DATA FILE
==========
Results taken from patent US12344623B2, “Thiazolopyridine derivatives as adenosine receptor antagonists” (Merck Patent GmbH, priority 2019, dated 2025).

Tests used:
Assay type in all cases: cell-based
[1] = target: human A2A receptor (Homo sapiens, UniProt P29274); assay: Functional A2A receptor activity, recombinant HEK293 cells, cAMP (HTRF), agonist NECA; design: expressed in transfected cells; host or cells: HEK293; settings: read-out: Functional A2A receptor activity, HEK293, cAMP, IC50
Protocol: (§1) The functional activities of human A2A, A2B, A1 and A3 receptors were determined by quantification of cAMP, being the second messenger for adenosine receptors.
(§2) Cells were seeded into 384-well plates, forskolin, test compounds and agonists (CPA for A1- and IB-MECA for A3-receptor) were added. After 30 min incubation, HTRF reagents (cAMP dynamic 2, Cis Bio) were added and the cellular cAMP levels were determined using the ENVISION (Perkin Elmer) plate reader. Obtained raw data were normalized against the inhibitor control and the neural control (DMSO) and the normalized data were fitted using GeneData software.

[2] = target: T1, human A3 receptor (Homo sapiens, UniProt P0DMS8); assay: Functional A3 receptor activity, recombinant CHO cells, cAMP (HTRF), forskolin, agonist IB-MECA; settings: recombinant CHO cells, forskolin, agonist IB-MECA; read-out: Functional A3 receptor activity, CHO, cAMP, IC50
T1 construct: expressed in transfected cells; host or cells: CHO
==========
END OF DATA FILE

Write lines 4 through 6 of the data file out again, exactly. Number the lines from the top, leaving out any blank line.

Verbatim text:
[1] = target: human A2A receptor (Homo sapiens, UniProt P29274); assay: Functional A2A receptor activity, recombinant HEK293 cells, cAMP (HTRF), agonist NECA; design: expressed in transfected cells; host or cells: HEK293; settings: read-out: Functional A2A receptor activity, HEK293, cAMP, IC50
Protocol: (§1) The functional activities of human A2A, A2B, A1 and A3 receptors were determined by quantification of cAMP, being the second messenger for adenosine receptors.
(§2) Cells were seeded into 384-well plates, forskolin, test compounds and agonists (CPA for A1- and IB-MECA for A3-receptor) were added. After 30 min incubation, HTRF reagents (cAMP dynamic 2, Cis Bio) were added and the cellular cAMP levels were determined using the ENVISION (Perkin Elmer) plate reader. Obtained raw data were normalized against the inhibitor control and the neural control (DMSO) and the normalized data were fitted using GeneData software.